Author: Marhauser, F.
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MOP015 RF Performance Sensitivity to Tuning of Nb3Sn Coated CEBAF Cavities 55
  • G.V. Eremeev, W. Crahen, J. Henry, F. Marhauser, C.E. Reece
    JLab, Newport News, Virginia, USA
  • U. Pudasaini
    The College of William and Mary, Williamsburg, Virginia, USA
  Funding: Co-Authored by Jefferson Science Associates, LLC under U.S. DOE Contract No. DE-AC05-06OR23177. Based upon work supported by the U.S. Department of Energy, Office of Science, Office of Nuclear Physics.
Nb3Sn has the potential to surpass niobium as the material of choice for SRF applications. The potential of this material stems from a larger superconducting energy gap, which leads to expectations of a higher RF critical field and a lower RF surface resistance. The appeal of better superconducting properties is offset by the relative complexity of producing practical Nb3Sn structures, and Nb3Sn sensitivity to lattice disorder challenges the use of the material for practical applications. Such sensitivity is indirectly probed during SRF cavity development, when the cavity is tuned to match the desired accelerator frequency. In the course of recent experiments we have coated and tuned several multi-cell cavities. Cold RF measurements before and after tuning showed degradation in cavity performance after tuning. The results of RF measurement were compared against strain evolution on Nb3Sn surface during tuning based on CST and ANSYS models.
DOI • reference for this paper ※  
About • paper received ※ 26 June 2019       paper accepted ※ 01 July 2019       issue date ※ 14 August 2019  
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TUP053 Optimal Thermal Gradient for Flux Expulsion in 600°C Heat-treated CEBAF 12 GeV Upgrade Cavities 550
  • R.L. Geng, F. Marhauser, P.D. Owen
    JLab, Newport News, Virginia, USA
  We will present results on measurement of flux expulsion in CEBAF 12 GeV upgrade cavities and original CEBAF cavities and the search for optimal thermal gradient for reducing the trapped flux in cavities installed in CEBAF linacs. Preliminary measurements of one C100 cavities has shown that a nearly perfect flux expulsion can be achieved at an optimal thermal gradient - a surprising result contrary to the expectation of zero flux expulsion for 600°C heat treated niobium cavities. These results could lead to a cost-effective path for improving the quality factor of cavities installed in CEBAF and ultimately saving accelerator operation cost.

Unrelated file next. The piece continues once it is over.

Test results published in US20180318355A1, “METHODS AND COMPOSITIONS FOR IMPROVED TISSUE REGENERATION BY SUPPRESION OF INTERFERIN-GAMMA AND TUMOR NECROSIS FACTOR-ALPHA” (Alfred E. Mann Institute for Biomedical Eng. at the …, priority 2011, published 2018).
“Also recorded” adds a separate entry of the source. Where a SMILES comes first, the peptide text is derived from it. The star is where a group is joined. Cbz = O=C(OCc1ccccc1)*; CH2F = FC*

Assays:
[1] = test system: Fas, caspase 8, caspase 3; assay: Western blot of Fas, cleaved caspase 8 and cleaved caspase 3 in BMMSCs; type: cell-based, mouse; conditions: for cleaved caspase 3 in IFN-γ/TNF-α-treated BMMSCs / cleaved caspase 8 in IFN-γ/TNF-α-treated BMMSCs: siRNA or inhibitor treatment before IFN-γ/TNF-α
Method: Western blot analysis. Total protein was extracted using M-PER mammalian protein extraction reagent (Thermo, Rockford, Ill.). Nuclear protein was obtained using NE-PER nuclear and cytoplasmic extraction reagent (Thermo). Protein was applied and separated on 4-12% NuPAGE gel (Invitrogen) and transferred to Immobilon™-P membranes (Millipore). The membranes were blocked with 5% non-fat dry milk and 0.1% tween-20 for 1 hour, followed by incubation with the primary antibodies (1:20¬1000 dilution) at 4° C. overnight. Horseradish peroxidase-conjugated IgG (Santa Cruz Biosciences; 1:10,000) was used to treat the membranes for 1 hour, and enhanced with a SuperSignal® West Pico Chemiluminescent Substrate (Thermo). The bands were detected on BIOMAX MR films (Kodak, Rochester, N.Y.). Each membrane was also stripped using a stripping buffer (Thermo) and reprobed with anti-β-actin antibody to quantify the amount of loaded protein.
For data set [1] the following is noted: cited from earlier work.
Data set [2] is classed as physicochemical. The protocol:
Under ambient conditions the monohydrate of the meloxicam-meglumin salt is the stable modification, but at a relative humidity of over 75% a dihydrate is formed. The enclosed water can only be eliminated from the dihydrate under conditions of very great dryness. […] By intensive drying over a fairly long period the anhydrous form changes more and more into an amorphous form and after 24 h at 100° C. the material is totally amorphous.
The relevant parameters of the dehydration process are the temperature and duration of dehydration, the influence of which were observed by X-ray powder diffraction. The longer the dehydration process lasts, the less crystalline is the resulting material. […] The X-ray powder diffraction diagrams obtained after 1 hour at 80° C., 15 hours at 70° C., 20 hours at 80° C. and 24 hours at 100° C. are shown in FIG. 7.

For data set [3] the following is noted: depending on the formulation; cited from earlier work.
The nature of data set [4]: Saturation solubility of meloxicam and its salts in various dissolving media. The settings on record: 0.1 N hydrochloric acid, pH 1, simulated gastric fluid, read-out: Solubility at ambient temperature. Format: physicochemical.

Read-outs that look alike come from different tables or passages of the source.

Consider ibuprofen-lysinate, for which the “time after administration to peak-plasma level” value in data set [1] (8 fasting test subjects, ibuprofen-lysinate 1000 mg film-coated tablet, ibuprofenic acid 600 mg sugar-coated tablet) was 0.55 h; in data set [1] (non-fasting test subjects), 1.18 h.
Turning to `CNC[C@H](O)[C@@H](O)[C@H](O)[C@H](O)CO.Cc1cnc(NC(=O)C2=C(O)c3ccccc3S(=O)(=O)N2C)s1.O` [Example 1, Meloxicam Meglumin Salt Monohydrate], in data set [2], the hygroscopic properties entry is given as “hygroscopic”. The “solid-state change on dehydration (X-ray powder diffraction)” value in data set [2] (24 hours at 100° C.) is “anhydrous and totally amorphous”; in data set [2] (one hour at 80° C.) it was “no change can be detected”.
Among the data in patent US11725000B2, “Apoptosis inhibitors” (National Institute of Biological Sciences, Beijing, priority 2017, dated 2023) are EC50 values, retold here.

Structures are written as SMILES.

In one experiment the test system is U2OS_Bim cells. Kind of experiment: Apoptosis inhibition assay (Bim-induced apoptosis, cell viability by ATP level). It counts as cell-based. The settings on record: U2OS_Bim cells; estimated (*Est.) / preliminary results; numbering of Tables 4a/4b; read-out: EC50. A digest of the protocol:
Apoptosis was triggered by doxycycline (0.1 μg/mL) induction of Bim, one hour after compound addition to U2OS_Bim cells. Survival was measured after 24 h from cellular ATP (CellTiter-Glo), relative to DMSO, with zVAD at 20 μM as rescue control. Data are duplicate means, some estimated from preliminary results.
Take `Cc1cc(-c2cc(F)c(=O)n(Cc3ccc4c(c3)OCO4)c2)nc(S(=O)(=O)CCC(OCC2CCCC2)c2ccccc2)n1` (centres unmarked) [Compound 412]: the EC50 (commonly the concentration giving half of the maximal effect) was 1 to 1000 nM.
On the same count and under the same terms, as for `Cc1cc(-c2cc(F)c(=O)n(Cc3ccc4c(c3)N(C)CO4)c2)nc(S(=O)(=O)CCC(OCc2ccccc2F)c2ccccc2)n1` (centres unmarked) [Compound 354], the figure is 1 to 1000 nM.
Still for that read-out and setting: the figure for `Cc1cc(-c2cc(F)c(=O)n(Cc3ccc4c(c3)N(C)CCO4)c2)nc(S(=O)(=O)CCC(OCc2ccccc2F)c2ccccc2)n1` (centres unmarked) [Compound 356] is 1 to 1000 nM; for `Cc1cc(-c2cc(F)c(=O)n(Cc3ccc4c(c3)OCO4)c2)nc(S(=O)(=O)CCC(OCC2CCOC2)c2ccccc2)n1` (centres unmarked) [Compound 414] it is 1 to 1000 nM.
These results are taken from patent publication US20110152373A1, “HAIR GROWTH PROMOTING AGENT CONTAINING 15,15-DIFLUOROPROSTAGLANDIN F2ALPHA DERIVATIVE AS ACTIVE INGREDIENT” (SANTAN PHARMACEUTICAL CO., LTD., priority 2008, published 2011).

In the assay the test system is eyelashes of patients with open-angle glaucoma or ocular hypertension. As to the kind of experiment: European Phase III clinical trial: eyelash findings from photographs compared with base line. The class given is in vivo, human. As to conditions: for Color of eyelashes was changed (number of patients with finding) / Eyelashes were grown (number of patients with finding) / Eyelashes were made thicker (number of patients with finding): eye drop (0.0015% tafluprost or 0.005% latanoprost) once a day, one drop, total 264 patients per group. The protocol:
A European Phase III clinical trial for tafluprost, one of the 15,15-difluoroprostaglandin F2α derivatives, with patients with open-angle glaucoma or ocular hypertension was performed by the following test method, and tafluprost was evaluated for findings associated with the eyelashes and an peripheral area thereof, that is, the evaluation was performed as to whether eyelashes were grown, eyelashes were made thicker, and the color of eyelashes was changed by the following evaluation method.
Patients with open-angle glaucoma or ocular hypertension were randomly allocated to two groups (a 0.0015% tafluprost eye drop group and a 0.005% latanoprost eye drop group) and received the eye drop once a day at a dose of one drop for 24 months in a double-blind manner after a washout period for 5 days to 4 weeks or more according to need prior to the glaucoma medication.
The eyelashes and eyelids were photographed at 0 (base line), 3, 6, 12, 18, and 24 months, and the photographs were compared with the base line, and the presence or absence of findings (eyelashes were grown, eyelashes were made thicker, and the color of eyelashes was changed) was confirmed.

DOI • reference for this paper ※  
About • paper received ※ 24 June 2019       paper accepted ※ 29 June 2019       issue date ※ 14 August 2019  
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FRCAA3 Industrial Cavity Production: Lessons Learned to Push the Boundaries of Nitrogen-Doping 1199
  • D. Gonnella, S. Aderhold, A. Burrill, M.C. Ross
    SLAC, Menlo Park, California, USA
  • E. Daly, G.K. Davis, F. Marhauser, A.D. Palczewski, K.M. Wilson
    JLab, Newport News, Virginia, USA
  • A. Grassellino, C.J. Grimm, T.N. Khabiboulline, O.S. Melnychuk, S. Posen, D.A. Sergatskov
    Fermilab, Batavia, Illinois, USA
  Funding: Work supported by US DOE Contract DE-AC02-76SF00515.
Nitrogen doping has been proven now in several labs to enhance Q0 values of 1.3 GHz cavities in the gradient domain favored by CW operation. The choice of doping for the LCLS-II project has given the community a wealth of statistics and experience on the challenge of transferring the doping technology to industry. Overall, industry-produced nitrogen-doped cavities have shown excellent performance, however some technical issues have arisen. This talk focuses on lessons learned from the production of over 300 nitrogen-doped cavities for LCLS-II and how issues were mitigated to further improve performance. Finally, I will discuss pushing the boundaries of nitrogen-doping further by exploring different doping regimes in order to maintain excellent Q0 performance, while reaching higher quench fields.
slides icon Slides FRCAA3 [16.880 MB]  
DOI • reference for this paper ※  
About • paper received ※ 02 July 2019       paper accepted ※ 03 July 2019       issue date ※ 14 August 2019  
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